Dave Morin Says Path Photo App is About “Making the World a Happier Place”
On Sunday, San Francisco startup Path launched its photo-sharing app for the iPhone, and by Tuesday night it had already climbed to the number 5 spot in the Lifestyle section of the iTunes App Store. iPhone users seem to appreciate the new app, which is designed to let users share candid photos and a few bits of context (“Lunch at the office,” “Sunset at the Golden Gate Bridge”) with a small network of friends—no more than 50, in fact.
“I don’t want to share my life with the public or all the ‘friends’ or ‘followers’ I have on Facebook or Twitter,’” one user commented in the review section of the store. “Those services are good for other things. For sharing personal memories, this app is perfect.”
That’s exactly the kind of reaction the creators of Path must have been hoping for. Dave Morin, formerly Facebook’s senior platform manager, co-founded the company earlier this year with Napster creator Shawn Fanning and programmer Dustin Mierau, with investment support from early-stage venture groups like First Round Capital and well-known individual investors such as Ron Conway and actor Ashton Kutcher. Morin told me in a conversation Monday that Path’s mission is simple—”making the world a happier place”—and that one of the easiest ways to spread happiness, nowadays, is to share personal moments with friends via camera-phone pics. But not just with any friends.
Path’s premise is that the moments you’ll share will be more meaningful if you know they’re only going out to a small circle of actual friends—your “personal network,” to use the startup’s lingo, rather than your Facebook-sized “social network.” Path is far from the only photo-sharing app available to iPhone users (alternatives like Instagram and PicPlz have also been getting a lot of ink in the tech blogs lately) but it’s definitely the one with most highfalutin theoretical grounding. In an essay for the Huffington Post on Monday, Morin argued that personal connections lose their joy and authenticity in groups that exceed Dunbar’s Number (150), and that for this reason, neither Facebook nor Twitter are great places to cultivate a trusted circle of close friends. “The personal network isn’t vast (we actually limit it to a subset of Dunbar’s number)—but it is powerful,” Morin writes.
Of course, whether it’s feasible to build a successful venture-funded mobile startup 50 people at a time has yet to be seen. Xconomy was the first company on Path’s list of media calls Monday morning, and I got a chance to put a few of my own questions about the company to Morin and Path’s vice president of business development, Matt Van Horn, who previously ran business development at Digg. I’ve transcribed our conversation below; Morin joined the interview near the end.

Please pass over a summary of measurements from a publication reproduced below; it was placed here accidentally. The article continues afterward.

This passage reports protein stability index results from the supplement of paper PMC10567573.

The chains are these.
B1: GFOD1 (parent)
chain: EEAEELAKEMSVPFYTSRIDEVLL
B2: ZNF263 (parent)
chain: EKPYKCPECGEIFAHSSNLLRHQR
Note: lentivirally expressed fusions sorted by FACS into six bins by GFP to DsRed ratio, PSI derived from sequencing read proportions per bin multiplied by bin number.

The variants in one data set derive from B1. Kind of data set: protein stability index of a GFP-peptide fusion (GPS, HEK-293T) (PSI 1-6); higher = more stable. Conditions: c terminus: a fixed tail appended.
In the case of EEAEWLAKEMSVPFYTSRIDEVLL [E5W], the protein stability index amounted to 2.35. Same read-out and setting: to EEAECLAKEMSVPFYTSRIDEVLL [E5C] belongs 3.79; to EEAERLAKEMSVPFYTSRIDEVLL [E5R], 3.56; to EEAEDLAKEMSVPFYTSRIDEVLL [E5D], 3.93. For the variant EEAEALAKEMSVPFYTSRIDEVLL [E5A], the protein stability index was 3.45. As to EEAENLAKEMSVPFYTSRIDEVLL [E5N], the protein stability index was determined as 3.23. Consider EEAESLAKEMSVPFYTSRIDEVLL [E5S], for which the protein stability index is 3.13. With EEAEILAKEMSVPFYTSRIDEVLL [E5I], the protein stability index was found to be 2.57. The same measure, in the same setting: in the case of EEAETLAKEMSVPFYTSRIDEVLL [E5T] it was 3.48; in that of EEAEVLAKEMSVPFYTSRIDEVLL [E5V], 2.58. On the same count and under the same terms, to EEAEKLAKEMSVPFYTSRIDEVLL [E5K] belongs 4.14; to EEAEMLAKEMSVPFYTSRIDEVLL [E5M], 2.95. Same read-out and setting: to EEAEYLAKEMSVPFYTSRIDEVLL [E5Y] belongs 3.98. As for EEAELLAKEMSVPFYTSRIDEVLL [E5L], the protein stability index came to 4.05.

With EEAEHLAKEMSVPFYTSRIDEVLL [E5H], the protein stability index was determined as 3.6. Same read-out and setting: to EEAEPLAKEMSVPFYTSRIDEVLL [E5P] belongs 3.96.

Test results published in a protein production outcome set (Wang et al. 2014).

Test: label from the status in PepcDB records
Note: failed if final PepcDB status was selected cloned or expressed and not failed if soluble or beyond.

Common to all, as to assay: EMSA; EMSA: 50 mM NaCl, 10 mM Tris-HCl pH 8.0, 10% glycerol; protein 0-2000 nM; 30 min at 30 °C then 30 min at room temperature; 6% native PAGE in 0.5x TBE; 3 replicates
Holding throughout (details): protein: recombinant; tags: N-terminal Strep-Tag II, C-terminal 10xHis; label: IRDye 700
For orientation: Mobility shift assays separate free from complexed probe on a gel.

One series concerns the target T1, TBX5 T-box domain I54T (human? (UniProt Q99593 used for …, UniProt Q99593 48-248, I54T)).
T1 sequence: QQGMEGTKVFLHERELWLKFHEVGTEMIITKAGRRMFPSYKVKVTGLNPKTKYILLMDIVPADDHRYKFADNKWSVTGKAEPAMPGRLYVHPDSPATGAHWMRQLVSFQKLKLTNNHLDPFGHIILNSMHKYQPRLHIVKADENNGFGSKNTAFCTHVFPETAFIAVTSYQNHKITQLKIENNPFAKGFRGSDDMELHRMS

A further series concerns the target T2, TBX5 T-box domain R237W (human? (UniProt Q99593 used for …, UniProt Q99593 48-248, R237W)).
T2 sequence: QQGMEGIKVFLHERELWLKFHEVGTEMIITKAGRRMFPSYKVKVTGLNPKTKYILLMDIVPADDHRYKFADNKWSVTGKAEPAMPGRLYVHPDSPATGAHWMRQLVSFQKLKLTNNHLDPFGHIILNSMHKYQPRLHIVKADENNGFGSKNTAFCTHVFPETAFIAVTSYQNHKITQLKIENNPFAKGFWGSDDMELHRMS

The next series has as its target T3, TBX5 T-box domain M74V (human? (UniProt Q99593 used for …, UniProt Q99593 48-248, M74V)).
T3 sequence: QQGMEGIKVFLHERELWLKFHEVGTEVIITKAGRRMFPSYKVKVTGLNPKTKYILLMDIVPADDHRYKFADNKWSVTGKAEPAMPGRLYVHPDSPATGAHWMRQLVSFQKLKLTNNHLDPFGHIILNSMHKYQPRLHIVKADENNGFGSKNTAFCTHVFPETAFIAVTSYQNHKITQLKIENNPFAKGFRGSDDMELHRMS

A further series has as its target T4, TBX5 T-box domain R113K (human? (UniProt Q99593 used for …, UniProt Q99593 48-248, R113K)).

It was clear from the talk that Path is about more than just the iPhone, and more than just photos. Morin and Van Horn seem to see big possibilities in helping people share experiences within small communities. Expect Path, over time, to broaden its definition of “experiences” and the ways they’re captured and shared.
Xconomy: There are plenty of social photo sharing apps in the iTunes app store and plenty more on other platforms. What made you guys feel there was room for another photo sharing app, and what is the unique vision that makes Path stand apart from all those other apps?
Matt Van Horn: I think one of the key things we’re going for is we’re not trying to be another photo blogging site, but we’re interested in building what we call the personal network. Our first stab at that is photos, and that’s the mechanism that we’re using to share and capture moments right now, and adding context around that. But our ambitions are still to build a more personal network.
X: So would it be a mistake to say that Path is mainly about photo sharing?
MVH: Obviously it’s about photo sharing right now. You share photos on Path right now with the closest friends in your life. We see our service as very complementary to the other services in the space. I don’t think we’re directly competing with anyone else doing similar things in the space.
X: But I think you’re implying that the idea of a moment is something you could capture in any number of ways—and right now it’s in the form of photos, but there are any number of ways you could create a documentable moment and share that. Is that a fair characterization of what you said?
MVH: We’ll explore any opportunity or any idea that comes our way. Right now, it’s just photos. But long-term, who knows what spaces we could … Next Page »